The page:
Anyone unfamiliar with
this opera from Verdi’s middle period
should not hesitate to correct that
omission. Never mind the plot, which
is a good deal less implausible than
those of many mainstream repertoire
operas. Its diverse dramatic ingredients
afford wide scope for Verdi’s invention,
and he fully meets the challenge with
consistently superb music. In particular,
the duets for Alvaro and Carlo and Leonora’s
scene with Padre Guardiano respectively
are among the finest in Verdi’s output.
Premiered in St. Petersburg
in 1862 – opening with a completely
different prelude from the famous one
– it was revised in 1869 for La Scala.
The revision, in every respect an improvement,
is the version nearly always performed.
The two essential reasons
for owning this performance of La
forza del destino – in preference
to all rivals, in spite of a few small
cuts – are the incomparable artistry
of Maria Callas and the incisive, completely
authoritative conducting of Tullio Serafin.
For one small example of Serafin’s superb
direction, listen to the conclusion
of the Alvaro/Carlo scene in Act 3 –
marked Allegro agitato e presto.
Here he achieves an electric intensity
where the first violins accompany with
piano triplets which really bristle.
Serafin is never frenetic, yet he creates
maximum drama. A further example encapsulating
all his finest qualities would be the
very final scene of the opera. It must
be emphasised that his near-ideal conducting
contributes enormously to the desirability
of this set.
I can’t pretend to
be a great fan of Richard Tucker. He
is reliable and technically impressive,
but often there is an unlovely, slightly
dry, toneless quality to his singing
– no ringing, no bloom. In Act 3 especially,
his overwrought emotionalism, with sobs
and gasps in almost every phrase, I
find unattractive and unconvincing.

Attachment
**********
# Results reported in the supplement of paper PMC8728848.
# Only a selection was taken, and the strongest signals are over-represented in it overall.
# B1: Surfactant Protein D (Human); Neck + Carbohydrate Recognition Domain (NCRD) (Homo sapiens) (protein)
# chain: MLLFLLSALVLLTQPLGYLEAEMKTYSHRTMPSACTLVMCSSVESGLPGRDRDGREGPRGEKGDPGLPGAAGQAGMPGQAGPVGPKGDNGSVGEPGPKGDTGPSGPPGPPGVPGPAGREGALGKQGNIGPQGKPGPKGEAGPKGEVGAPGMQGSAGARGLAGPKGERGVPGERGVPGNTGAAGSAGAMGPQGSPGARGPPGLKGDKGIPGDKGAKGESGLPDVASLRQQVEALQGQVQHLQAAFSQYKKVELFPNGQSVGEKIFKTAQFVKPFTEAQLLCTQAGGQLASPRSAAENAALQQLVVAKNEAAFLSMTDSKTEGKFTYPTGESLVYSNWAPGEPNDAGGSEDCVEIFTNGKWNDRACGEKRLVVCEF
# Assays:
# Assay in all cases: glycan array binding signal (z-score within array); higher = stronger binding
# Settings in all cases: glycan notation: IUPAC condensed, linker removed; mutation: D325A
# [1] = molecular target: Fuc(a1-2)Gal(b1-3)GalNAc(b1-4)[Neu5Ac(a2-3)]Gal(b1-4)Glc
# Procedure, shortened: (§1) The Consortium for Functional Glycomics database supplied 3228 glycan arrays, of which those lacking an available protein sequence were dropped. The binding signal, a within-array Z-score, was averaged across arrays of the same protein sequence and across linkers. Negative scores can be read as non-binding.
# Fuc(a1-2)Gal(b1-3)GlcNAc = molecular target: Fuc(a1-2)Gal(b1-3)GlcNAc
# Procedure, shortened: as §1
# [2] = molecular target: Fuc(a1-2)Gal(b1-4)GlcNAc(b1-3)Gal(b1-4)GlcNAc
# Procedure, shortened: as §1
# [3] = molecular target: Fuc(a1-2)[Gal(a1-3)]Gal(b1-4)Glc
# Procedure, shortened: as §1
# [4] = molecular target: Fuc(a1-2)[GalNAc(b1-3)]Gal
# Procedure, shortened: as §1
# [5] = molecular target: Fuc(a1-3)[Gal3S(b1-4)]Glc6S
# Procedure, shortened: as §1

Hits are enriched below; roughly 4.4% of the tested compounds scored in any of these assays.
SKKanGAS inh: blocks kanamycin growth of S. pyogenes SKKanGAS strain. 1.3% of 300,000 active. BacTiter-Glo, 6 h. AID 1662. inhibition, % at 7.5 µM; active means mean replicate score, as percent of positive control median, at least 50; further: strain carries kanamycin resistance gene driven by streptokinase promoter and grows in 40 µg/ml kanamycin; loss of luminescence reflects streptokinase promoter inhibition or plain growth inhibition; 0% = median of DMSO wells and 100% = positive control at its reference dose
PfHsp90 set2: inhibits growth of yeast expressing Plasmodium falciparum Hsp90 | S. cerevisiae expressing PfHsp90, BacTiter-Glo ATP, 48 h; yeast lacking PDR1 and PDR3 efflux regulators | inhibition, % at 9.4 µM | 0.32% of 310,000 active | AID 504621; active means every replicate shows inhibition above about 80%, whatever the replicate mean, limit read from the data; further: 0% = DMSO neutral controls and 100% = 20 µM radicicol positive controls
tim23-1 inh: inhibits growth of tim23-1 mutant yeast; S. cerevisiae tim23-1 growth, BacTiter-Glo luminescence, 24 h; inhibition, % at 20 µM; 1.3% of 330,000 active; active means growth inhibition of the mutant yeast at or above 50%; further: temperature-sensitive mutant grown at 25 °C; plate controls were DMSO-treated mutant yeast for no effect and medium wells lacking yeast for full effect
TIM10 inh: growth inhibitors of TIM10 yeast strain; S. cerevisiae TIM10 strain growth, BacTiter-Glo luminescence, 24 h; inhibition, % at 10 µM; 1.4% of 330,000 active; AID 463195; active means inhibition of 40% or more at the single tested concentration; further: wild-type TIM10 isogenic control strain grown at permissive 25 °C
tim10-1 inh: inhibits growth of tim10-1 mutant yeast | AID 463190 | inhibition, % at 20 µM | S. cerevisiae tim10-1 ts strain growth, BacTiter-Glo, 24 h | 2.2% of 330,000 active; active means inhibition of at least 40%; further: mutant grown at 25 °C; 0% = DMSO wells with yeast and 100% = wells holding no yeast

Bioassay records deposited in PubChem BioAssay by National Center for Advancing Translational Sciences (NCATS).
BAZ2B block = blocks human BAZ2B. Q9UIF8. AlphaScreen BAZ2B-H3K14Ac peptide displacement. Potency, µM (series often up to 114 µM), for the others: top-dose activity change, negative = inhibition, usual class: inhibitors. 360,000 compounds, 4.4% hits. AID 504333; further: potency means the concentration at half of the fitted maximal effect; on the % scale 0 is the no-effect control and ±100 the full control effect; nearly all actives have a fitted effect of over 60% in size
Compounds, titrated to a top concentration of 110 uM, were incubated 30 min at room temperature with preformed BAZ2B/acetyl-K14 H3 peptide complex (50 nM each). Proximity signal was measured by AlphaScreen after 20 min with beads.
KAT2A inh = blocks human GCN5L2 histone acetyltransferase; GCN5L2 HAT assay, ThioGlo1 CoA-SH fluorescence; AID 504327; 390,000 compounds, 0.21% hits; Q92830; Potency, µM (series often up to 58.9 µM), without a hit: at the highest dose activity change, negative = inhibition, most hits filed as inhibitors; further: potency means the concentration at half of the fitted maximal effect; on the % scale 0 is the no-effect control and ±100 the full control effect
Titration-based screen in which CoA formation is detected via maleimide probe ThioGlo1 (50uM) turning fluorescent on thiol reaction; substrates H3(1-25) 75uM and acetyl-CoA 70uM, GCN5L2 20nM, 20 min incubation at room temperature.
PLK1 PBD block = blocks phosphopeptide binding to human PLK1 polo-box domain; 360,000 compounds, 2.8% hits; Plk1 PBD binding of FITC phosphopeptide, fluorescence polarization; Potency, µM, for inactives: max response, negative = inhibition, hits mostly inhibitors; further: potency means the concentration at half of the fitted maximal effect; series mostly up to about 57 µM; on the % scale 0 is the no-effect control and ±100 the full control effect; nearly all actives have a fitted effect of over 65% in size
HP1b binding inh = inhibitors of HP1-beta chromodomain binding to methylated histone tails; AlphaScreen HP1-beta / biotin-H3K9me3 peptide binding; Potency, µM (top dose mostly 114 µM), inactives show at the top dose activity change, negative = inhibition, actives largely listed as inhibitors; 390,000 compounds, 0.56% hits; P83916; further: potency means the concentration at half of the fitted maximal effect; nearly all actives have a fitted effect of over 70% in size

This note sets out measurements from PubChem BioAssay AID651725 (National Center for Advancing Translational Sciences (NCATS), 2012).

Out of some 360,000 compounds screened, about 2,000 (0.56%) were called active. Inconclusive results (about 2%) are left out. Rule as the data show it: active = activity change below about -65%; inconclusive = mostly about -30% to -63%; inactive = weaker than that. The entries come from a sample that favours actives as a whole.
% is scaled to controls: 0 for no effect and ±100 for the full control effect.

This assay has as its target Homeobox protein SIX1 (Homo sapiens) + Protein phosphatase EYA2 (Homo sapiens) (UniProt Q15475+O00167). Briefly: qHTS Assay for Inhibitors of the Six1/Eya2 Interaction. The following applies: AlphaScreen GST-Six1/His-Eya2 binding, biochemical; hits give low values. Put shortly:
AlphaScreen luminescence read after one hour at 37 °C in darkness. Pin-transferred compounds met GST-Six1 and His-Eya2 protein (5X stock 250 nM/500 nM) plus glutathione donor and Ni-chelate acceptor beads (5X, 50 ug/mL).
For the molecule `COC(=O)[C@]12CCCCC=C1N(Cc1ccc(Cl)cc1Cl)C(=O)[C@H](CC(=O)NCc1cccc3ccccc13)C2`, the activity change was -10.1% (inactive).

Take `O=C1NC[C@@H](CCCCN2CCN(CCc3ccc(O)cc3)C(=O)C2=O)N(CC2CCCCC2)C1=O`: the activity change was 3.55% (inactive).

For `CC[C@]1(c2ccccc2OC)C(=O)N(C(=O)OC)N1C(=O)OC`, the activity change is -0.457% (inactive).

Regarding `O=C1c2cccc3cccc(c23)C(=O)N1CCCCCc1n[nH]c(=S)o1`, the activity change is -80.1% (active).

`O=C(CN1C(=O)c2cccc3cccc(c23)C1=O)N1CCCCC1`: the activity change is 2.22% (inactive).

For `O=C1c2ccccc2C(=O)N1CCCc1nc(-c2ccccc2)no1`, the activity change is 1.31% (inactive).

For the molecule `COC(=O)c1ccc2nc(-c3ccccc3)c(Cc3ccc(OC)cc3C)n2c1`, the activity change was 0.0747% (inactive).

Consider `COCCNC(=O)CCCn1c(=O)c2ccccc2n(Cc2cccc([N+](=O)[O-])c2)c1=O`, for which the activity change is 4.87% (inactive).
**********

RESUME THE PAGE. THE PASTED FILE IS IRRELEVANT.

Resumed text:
Tagliabue (as Carlo) was fifteen years
older, yet I actually prefer his rather
more lyrically sustained delivery. Nicola
Rossi-Lemeni as Padre Guardiano is a
little woolly-toned but nevertheless
lyrical. Elena Nicolai’s Preziosilla
is frightfully squally. Among the smaller
roles, Renato Capecchi’s Melitone undoubtedly
gave me most pleasure.
Callas invests everything
she sings with genuine human involvement,
exposing even more Tucker’s hammier
outpourings. In the presence of such
great interpretative genius most other
singers seem distinctly lesser mortals.
Yet her astounding virtues seem lost
on those opera buffs who are content
with generalised fine singing. What
is any kind of singing worth – whether
opera or lieder – if the text is not
invested with genuine feeling and meaning?
In this respect Callas set new standards
which, sadly, very few singers have
even approached. Leonora is one of Verdi’s
more complex heroines, her development
encompassing indecision, desperation,
terror and grandeur. Only Callas traces
this development with artistry, drama
and supreme musicianship. Odd notes
are raw, unfocused or unattractive,
but this is such a small price to pay.
The last fifteen tracks
on disc 3 are devoted to nearly an hour
of highlights from the same opera, originally
issued the year after the Callas set
appeared. This is no mere filler, but
a valuable addition, with the celebrated
Zinka Milanov as Leonora. Milanov has
an admirable voice, full, rounded, secure
and satisfying, without the deep musicianship
and subtlety of Callas.
Michael Scott’s notes
include a synopsis (no text), interesting
background to the recording (including
Walter Legge’s unflattering and unenlightened
comments about Callas), and biographies
of the principal singers and Serafin.
Recorded sound is also fine. However,
all this seems irrelevant when one can
acquire a great Callas performance in
a wonderful Verdi opera for under £20.